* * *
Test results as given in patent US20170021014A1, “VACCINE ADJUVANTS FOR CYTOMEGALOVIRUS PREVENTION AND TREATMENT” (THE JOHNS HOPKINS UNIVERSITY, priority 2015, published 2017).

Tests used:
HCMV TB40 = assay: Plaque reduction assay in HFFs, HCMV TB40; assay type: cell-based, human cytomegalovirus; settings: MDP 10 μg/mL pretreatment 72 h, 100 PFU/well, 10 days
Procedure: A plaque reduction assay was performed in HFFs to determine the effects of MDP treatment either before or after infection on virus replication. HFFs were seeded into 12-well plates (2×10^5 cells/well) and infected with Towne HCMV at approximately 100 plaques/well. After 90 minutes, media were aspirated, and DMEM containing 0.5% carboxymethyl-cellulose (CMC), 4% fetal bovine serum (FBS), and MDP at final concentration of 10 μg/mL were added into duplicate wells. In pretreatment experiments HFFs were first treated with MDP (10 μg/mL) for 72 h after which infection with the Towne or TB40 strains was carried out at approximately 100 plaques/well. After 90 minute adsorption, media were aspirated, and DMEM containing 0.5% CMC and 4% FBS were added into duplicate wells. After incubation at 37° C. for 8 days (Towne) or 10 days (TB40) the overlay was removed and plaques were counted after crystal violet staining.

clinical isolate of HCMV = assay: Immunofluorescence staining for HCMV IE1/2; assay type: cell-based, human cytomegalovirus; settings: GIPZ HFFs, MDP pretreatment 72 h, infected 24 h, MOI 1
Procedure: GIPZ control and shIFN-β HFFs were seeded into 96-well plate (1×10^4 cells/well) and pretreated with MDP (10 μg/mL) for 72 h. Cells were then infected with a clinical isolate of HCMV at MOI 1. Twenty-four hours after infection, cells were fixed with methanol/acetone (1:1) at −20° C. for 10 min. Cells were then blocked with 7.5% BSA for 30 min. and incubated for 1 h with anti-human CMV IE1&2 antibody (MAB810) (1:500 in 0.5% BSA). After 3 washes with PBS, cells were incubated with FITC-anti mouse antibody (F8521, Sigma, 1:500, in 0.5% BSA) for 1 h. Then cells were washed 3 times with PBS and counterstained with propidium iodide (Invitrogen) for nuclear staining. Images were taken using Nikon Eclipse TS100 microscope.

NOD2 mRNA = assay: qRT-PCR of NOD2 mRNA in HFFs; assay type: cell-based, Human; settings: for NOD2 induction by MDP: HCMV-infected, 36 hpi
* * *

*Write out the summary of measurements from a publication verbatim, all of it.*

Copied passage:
Test results as given in patent US20170021014A1, “VACCINE ADJUVANTS FOR CYTOMEGALOVIRUS PREVENTION AND TREATMENT” (THE JOHNS HOPKINS UNIVERSITY, priority 2015, published 2017).

Tests used:
HCMV TB40 = assay: Plaque reduction assay in HFFs, HCMV TB40; assay type: cell-based, human cytomegalovirus; settings: MDP 10 μg/mL pretreatment 72 h, 100 PFU/well, 10 days
Procedure: A plaque reduction assay was performed in HFFs to determine the effects of MDP treatment either before or after infection on virus replication. HFFs were seeded into 12-well plates (2×10^5 cells/well) and infected with Towne HCMV at approximately 100 plaques/well. After 90 minutes, media were aspirated, and DMEM containing 0.5% carboxymethyl-cellulose (CMC), 4% fetal bovine serum (FBS), and MDP at final concentration of 10 μg/mL were added into duplicate wells. In pretreatment experiments HFFs were first treated with MDP (10 μg/mL) for 72 h after which infection with the Towne or TB40 strains was carried out at approximately 100 plaques/well. After 90 minute adsorption, media were aspirated, and DMEM containing 0.5% CMC and 4% FBS were added into duplicate wells. After incubation at 37° C. for 8 days (Towne) or 10 days (TB40) the overlay was removed and plaques were counted after crystal violet staining.

clinical isolate of HCMV = assay: Immunofluorescence staining for HCMV IE1/2; assay type: cell-based, human cytomegalovirus; settings: GIPZ HFFs, MDP pretreatment 72 h, infected 24 h, MOI 1
Procedure: GIPZ control and shIFN-β HFFs were seeded into 96-well plate (1×10^4 cells/well) and pretreated with MDP (10 μg/mL) for 72 h. Cells were then infected with a clinical isolate of HCMV at MOI 1. Twenty-four hours after infection, cells were fixed with methanol/acetone (1:1) at −20° C. for 10 min. Cells were then blocked with 7.5% BSA for 30 min. and incubated for 1 h with anti-human CMV IE1&2 antibody (MAB810) (1:500 in 0.5% BSA). After 3 washes with PBS, cells were incubated with FITC-anti mouse antibody (F8521, Sigma, 1:500, in 0.5% BSA) for 1 h. Then cells were washed 3 times with PBS and counterstained with propidium iodide (Invitrogen) for nuclear staining. Images were taken using Nikon Eclipse TS100 microscope.

NOD2 mRNA = assay: qRT-PCR of NOD2 mRNA in HFFs; assay type: cell-based, Human; settings: for NOD2 induction by MDP: HCMV-infected, 36 hpi